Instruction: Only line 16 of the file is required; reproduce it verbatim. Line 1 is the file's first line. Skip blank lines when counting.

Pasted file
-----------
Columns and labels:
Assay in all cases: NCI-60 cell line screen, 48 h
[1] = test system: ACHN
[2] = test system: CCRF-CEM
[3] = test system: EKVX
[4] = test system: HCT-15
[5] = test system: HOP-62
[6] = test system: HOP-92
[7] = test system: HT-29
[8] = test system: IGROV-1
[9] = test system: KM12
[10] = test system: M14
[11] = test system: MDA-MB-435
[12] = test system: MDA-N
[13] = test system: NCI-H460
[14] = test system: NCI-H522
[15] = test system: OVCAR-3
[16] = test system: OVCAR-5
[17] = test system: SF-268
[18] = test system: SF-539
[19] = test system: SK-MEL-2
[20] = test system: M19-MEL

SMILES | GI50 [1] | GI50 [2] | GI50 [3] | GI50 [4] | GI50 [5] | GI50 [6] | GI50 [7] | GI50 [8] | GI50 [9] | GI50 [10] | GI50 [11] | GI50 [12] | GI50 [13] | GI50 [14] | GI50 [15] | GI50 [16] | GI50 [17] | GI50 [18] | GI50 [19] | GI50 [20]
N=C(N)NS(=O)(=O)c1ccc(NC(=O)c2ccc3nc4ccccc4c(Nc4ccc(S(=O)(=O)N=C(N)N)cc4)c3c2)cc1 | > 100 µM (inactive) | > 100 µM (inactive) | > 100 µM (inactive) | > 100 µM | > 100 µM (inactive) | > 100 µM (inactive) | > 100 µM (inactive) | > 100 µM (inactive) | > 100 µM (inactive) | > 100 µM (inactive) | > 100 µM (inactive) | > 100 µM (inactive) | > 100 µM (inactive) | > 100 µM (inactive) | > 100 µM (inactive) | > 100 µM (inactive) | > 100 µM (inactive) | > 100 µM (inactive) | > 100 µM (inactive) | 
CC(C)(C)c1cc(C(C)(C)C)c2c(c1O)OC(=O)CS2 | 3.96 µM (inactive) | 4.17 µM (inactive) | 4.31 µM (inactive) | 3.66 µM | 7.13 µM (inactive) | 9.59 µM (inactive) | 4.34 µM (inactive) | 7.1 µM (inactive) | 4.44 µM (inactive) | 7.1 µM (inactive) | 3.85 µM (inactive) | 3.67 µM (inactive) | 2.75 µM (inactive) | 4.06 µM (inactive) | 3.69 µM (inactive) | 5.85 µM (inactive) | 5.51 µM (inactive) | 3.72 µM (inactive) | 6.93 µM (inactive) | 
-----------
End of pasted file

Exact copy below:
[14] = test system: NCI-H522